Matt Hoffman, Senior Editor for NeurologyLive, has covered medical news for MJH Life Sciences, NeurologyLive’s parent company, since 2017. He hosts the NeurologyLive Mind Moments podcast, as well as Second Opinion on Medical World News. Follow him on Twitter @byMattHoffman or email him at email@example.com
Researchers found that cognitively unimpaired patients with apneas had an average of 4.5% higher levels of tau in the entorhinal cortex than those who did not have apneas, after controlling for several other factors.
Diego Z. Carvalho, MD
In a recent assessment of witnessed apneas during sleep in elderly, cognitively unimpaired patients, investigators identified a notably association between sleep apneas and elevated tau positron emission tomography (PET) signals, suggestive of a possible effect of apneas on tau accumulation.1
The raised signals were identified by a cross-sectional analysis in the entorhinal cortex, as this region of the brain is highly vulnerable to tau accumulation, with the cerebellum crus as the reference region (standardized uptake value ratio, SUVR). After controlling for several confounders, the model showed an approximate elevation of 0.049 (95% CI, 0.011 to 0.087; P = .012) in the entorhinal cortex tau.
“I was surprised that we could see a change in tau levels at such early stages, meaning elderly participants without any cognitive impairment,” Diego Z. Carvalho, MD, first author, and neurology fellow, Mayo Clinic, told NeurologyLive®. “The scientific community is interested to see whether [continuous positive airway pressure] treatment can slow down this process. We would like to be part of this endeavor.”
In total, 15% of the total 288 cognitively unimpaired participants (n = 43) had apneas which were self- or informant-reported during sleep. Researchers also found that patients with apneas had a mean 4.5% higher levels of tau in the entorhinal cortex than those who did not have apneas, after controlling for several other factors such as age, sex, education, cardiovascular risk factors, and other sleep complaints.
The study’s limitations included the small sample size and preliminary nature. As well, a lack of confirmation of sleep apneas in sleep studies as well as no knowledge of whether or not patients were receiving treatment for sleep apnea were other limitations. The cohort was originally part of the population-based Mayo Clinic Study of Aging, in which patients ≥65 years of age who had both tau-PET and amyloid-PET scans completed questionnaires exploring them and their bed partners for witnessed apneas.
A poster presentation of these witnessed apneas and their significant association with observed tau in the entorhinal cortex will be presented at the American Academy of Neurology (AAN)’s 2019 annual meeting in Philadelphia, Pennsylvania.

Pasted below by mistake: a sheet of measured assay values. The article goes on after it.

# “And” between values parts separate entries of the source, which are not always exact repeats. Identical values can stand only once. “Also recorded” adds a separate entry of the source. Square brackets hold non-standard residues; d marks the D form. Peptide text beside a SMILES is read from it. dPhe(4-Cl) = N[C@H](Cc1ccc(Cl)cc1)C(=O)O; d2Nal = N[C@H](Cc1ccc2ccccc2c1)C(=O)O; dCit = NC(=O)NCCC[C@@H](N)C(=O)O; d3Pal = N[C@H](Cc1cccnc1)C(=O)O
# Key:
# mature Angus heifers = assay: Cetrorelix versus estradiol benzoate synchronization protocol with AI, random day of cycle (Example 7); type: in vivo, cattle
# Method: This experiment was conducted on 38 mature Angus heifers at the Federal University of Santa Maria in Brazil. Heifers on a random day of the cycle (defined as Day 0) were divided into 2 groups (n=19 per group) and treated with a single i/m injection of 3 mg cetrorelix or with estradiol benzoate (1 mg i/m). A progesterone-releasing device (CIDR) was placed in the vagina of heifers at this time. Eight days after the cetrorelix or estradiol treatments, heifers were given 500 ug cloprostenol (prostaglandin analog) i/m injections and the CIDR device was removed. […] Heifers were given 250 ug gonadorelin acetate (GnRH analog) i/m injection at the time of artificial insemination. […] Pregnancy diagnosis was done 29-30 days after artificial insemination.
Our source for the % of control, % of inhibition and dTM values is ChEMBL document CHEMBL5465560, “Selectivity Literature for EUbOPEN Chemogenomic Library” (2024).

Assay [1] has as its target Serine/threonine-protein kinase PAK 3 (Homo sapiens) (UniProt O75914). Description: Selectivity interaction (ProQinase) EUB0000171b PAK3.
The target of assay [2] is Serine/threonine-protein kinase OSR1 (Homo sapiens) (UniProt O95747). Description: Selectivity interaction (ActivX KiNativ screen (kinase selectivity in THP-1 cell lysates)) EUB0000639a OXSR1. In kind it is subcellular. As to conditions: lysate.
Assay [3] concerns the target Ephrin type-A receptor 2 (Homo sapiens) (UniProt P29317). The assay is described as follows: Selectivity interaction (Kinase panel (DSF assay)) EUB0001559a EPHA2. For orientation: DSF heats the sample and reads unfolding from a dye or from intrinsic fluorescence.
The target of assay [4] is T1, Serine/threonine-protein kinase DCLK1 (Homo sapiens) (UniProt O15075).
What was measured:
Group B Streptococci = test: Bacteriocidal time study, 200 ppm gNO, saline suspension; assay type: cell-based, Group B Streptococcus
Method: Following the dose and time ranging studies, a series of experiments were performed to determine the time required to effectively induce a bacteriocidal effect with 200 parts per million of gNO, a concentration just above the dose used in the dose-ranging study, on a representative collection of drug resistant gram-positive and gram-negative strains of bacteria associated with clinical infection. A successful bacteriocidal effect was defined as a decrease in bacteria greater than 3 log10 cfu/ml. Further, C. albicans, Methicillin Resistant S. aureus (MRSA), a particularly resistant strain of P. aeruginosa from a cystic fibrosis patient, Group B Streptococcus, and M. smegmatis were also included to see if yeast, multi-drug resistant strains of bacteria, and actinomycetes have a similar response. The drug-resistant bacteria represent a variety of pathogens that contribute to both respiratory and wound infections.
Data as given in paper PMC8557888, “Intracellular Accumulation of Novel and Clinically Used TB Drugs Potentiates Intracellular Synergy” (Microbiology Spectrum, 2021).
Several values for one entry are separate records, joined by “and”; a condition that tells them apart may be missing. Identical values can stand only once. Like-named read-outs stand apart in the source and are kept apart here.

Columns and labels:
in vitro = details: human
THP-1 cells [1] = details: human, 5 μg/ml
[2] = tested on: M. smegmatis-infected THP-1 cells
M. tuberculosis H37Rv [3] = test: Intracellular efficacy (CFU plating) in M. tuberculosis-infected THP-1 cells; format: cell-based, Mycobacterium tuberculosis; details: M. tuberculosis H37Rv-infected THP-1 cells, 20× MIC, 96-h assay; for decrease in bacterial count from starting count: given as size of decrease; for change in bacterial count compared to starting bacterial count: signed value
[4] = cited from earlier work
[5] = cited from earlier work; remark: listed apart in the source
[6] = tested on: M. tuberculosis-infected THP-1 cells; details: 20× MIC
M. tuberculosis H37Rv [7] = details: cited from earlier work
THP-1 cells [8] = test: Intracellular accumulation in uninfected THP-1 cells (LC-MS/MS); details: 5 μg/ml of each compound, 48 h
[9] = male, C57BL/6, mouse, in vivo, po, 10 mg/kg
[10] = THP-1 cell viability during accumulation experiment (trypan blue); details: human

“Screening for sleep disorders should be adopted by primary care providers because sleep is important for our health. Poor sleep, particularly sleep apnea, has been associated with cardiovascular and metabolic disorders, which increase the risk for hypertension, diabetes, and heart disease,” Carvalho explained. “More recent research has shown that sleep disturbance may accelerate brain aging and accumulation of proteins seen in Alzheimer disease—tau and beta-amyloid. We know from longitudinal studies that sleep apnea is associated with cognitive decline and increased risk for dementia, so it is very likely that treating it early may at least postpone the onset or slow down the process of dementia.”
“However, further studies are needed to confirm that sleep-based interventions are efficacious,” he added.
Despite recent evidence suggesting an association between sleep disruption, specifically obstructive sleep apnea (OSA), and an increased risk of developing dementia, the underlying pathological processes at play remain poorly understood. However, the awareness of OSA’s association with neurological conditions has become more widespread. Within the last year, a number of studies have identified OSA’s relationship with stroke symptoms and its role as a potential risk factor for sudden unexpected death in epilepsy (SUDEP).2,3
One study found a high frequency of probable OSA in those being monitored for epilepsy, who tended to be older and heavier, with higher screening symptoms for sleep apnea, more frequent focal seizures, and a longer epilepsy duration (P <.05 for all).2 The other, in stroke, found that starting CPAP therapy for OSA as soon as possible after an ischemic stroke or transient ischemic attack significantly improves neurological symptoms and physical functioning (P = .0237).3
1. Carvalho DZ, St Louis E, Boeve B, et al. Witnessed apneas during sleep are associated with elevated tau-PET signal in the entorhinal cortex in cognitively unimpaired elderly. Presented at AAN Annual Meeting; Philadelphia, PA; May 4 to 9, 2019. indexsmart.mirasmart.com/AAN2019/PDFfiles/AAN2019-002114.pdf. Accessed April 30, 2019.
2. McCarter AR, Timm PC, Shepard PW, et al. Obstructive sleep apnea in refractory epilepsy: A pilot study investigating frequency, clinical features, and association with risk of sudden unexpected death in epilepsy. Epilepsia. 2018;59(9):1-9. doi: 10.1111/epi.14548.
3. Bravata D, Sico J, Vaz Fragoso C, et al. Diagnosing and Treating Sleep Apnea in Patients With Acute Cerebrovascular Disease. J Am Heart Assoc. 2018;7. doi: 10.1161/JAHA.118.008841.